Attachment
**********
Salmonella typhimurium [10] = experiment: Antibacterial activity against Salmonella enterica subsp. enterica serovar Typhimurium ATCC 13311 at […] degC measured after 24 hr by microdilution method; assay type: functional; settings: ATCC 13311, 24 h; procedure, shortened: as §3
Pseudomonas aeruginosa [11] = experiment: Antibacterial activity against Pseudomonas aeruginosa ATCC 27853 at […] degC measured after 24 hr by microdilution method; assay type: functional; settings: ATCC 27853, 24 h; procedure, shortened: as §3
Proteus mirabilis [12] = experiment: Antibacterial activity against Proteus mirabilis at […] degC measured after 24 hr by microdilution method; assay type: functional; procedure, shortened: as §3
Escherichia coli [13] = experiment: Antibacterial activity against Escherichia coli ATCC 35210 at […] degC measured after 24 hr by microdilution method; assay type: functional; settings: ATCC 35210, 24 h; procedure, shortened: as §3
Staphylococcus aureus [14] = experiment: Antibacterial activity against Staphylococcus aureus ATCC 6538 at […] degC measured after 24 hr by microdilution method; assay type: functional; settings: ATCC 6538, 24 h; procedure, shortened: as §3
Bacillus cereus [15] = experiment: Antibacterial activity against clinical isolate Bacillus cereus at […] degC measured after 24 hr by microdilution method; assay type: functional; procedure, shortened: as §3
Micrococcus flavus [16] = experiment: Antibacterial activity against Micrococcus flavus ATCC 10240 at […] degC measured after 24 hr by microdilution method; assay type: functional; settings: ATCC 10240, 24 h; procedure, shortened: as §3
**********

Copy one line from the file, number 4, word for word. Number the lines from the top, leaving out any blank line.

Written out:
Escherichia coli [13] = experiment: Antibacterial activity against Escherichia coli ATCC 35210 at […] degC measured after 24 hr by microdilution method; assay type: functional; settings: ATCC 35210, 24 h; procedure, shortened: as §3